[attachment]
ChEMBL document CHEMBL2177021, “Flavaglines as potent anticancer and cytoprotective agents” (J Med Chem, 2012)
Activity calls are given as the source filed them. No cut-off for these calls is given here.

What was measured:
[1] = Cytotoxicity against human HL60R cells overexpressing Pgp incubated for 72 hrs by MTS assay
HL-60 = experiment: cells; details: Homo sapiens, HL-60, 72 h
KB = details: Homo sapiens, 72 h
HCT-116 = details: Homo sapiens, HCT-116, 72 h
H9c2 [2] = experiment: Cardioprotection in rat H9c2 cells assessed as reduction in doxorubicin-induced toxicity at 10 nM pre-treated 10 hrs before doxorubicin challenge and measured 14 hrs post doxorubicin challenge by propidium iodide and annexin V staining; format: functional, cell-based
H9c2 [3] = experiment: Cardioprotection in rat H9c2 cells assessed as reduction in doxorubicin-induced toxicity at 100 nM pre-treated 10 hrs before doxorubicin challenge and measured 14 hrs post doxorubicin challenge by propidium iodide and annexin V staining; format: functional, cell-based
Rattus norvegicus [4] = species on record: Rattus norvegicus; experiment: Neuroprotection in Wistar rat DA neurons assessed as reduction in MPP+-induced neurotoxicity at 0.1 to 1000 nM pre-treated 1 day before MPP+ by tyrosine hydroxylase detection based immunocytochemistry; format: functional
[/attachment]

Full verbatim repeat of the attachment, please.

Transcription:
ChEMBL document CHEMBL2177021, “Flavaglines as potent anticancer and cytoprotective agents” (J Med Chem, 2012)
Activity calls are given as the source filed them. No cut-off for these calls is given here.

What was measured:
[1] = Cytotoxicity against human HL60R cells overexpressing Pgp incubated for 72 hrs by MTS assay
HL-60 = experiment: cells; details: Homo sapiens, HL-60, 72 h
KB = details: Homo sapiens, 72 h
HCT-116 = details: Homo sapiens, HCT-116, 72 h
H9c2 [2] = experiment: Cardioprotection in rat H9c2 cells assessed as reduction in doxorubicin-induced toxicity at 10 nM pre-treated 10 hrs before doxorubicin challenge and measured 14 hrs post doxorubicin challenge by propidium iodide and annexin V staining; format: functional, cell-based
H9c2 [3] = experiment: Cardioprotection in rat H9c2 cells assessed as reduction in doxorubicin-induced toxicity at 100 nM pre-treated 10 hrs before doxorubicin challenge and measured 14 hrs post doxorubicin challenge by propidium iodide and annexin V staining; format: functional, cell-based
Rattus norvegicus [4] = species on record: Rattus norvegicus; experiment: Neuroprotection in Wistar rat DA neurons assessed as reduction in MPP+-induced neurotoxicity at 0.1 to 1000 nM pre-treated 1 day before MPP+ by tyrosine hydroxylase detection based immunocytochemistry; format: functional